ATHENS — A reporter wasn’t even able to get the question all the way out of his mouth about Malcolm Mitchell’s injury-free camp before the Georgia wide receiver interrupted him.
“Don’t jinx me, man,” he asserted.
He laughed. A little.
For Mitchell, his good health this season is no joking matter.
“That’s my number one goal,” the senior from Valdosta said. “To play every game.”
That hasn’t happened yet in Mitchell’s career. So everybody has been left to wonder what a season might look like if he could get all the way through one without any injury setbacks. Because when he has been well and stayed on the field, Mitchell has been very, very good.
Malcolm Mitchell talks to reporters about injuries, the wide receiving corps and his new book before practice Wednesday in Athens. (AJC / CHIP TOWERS)
Mitchell enters his senior season with 116 career catches for 1,485 yards and 11 touchdowns, tops among returning wideouts in the SEC. He has done so with just four starts and not playing in double-digit games since 2012.
“I’ve thought about that the last four seasons,” Mitchell said of the prospect of playing in every game. “I’m always jinxed every time. This time I’m just going to worry about day-to-day stuff. I have practice today, so that’s my focus.”
So far, that has been a successful approach. Except for one practice in which he sat out a few drills with a slight groin pull, there have been no setbacks. The troublesome knee that cost him a whole season in 2013 and a bunch of last year has held up. There have been no hamstring pulls, no ankle twists and no shoulder pop-outs. Mitchell’s body has not betrayed him.
That’s a particularly big deal this season. Mitchell stands as pretty much the Bulldogs’ only proven commodity out wide. There are some lettermen with moderate experience, and there are some freshmen with some incredible potential.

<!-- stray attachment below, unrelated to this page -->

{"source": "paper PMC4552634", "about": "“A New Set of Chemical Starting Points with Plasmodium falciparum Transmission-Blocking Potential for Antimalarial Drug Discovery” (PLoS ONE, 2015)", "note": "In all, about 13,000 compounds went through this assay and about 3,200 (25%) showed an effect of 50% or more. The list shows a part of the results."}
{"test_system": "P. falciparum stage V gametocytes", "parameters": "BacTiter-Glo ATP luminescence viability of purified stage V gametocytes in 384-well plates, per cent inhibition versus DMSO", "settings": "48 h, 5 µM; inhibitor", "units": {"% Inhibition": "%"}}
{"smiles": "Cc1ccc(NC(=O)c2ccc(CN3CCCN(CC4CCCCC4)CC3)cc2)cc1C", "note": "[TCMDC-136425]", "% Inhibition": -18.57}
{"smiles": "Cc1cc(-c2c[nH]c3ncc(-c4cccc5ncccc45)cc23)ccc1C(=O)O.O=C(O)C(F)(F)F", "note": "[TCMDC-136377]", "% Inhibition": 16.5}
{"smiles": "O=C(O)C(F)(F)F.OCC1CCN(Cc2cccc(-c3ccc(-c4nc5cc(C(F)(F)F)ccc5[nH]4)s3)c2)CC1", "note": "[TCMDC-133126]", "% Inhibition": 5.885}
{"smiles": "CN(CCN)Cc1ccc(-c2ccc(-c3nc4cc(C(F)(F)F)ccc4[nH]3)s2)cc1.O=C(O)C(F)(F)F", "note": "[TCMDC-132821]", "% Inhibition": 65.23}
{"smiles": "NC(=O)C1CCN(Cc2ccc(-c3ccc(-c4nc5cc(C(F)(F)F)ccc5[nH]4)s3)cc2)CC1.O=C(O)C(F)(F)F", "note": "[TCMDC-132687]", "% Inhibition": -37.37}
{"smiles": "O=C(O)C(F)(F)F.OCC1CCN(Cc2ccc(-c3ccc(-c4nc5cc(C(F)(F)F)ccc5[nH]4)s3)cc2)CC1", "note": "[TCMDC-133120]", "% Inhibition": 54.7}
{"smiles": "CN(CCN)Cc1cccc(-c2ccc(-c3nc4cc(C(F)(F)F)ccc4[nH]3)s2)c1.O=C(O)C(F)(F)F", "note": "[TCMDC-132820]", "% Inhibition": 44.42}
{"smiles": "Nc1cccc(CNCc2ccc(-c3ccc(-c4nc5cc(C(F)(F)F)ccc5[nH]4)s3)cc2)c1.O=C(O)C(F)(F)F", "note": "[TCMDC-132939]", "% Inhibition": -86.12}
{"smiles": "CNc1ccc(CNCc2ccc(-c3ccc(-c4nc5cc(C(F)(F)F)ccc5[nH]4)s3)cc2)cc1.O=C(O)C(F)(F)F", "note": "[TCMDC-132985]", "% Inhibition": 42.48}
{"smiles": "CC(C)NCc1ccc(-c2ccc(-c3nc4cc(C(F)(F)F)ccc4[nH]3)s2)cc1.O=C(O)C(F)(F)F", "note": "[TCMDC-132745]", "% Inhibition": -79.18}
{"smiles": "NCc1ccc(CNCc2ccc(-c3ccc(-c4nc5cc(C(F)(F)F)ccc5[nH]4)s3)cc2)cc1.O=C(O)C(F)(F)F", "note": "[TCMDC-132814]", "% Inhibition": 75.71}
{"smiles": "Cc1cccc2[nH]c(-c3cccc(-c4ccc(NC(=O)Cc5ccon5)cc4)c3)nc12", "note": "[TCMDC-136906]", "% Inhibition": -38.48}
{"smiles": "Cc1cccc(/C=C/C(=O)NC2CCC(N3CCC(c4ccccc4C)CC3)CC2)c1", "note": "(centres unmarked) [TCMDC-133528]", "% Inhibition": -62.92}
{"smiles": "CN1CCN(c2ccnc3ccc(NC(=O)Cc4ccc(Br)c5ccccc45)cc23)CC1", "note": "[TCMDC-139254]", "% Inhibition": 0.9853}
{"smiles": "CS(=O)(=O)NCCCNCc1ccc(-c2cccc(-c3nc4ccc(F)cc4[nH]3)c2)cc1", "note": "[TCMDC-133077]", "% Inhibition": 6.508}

But it’s only in Mitchell that the Bulldogs truly know what they’re getting.
“I feel good. Excited about the season,” he said in a rare interview opportunity before practice Wednesday. “The fact alone that it’s the last one for me makes it very exciting. It’s my last chance to give UGA all I have.”
Mitchell’s situation stands in sharp contrast to that of Justin Scott-Wesley. The fellow senior wideout and South Georgia product recently aggravated the right knee injury that has plagued him for the previous two seasons.
This latest misstep reportedly will not require surgery. But at one point earlier this week, Scott-Wesley hinted that he was going to give up the game and help the Bulldogs in a volunteer coaching role. Then his high school coach intimated on Tuesday that Scott-Wesley was now contemplating making yet another comeback for the good of the team.
Mitchell has counseled with and served as a confidante for Scott-Wesley as he navigates his situation.
“My job as a teammate and more so as a friend is to support whatever he’s going through and whatever route he takes through those tough times,” Mitchell said. “And that’s the only answer I have for that, because I’m not qualified to say what’s right or what’s wrong and what he should do or he shouldn’t do.
“To see injuries back-to-back-to-back-to-back is not only physical pain, it’s mental pain as well,” Mitchell said. “However, each and every individual handles that is different.”
In the meantime, Mitchell has a lot of good stuff going on. In particular, the children’s book he authored finally gets released for sale on Saturday. “The Magician’s Hat” will be available at the UGA Bookstore and on Mitchell’s website, readwithmalcolm.com, as well as other places.
It will retail for just under $16, and Mitchell has gone through an exhausting clearinghouse process with UGA and the NCAA to ensure that everything has been done in compliance with NCAA rules.
“That’s been the longest process,” Mitchell said. “I was actually just talking to somebody from the NCAA in the building today. I just told her thank you and I really appreciated the timely response that they’ve given me. There’s been a lot of back-and-forth. There’s a lot of things I can do and I can’t do and a lot of other things that other people can’t do that I can’t control.
“So there are some restrictions. But overall the book will be released, will be sold, and I think it’s the first time the NCAA has ‘waivered’ such things that will generate revenue and allow you to promote your own product. I appreciate everything they’ve done and for UGA allowing me to do it.”
As for the Bulldogs’ on-the-field prospects, Mitchell said the rumors of Georgia being undermanned and out-gunned at the receiver position are greatly exaggerated.
“I hope they keep thinking that way,” Mitchell said. “That way we’ll get single-high coverage, one-on-one. We’ll take it.”
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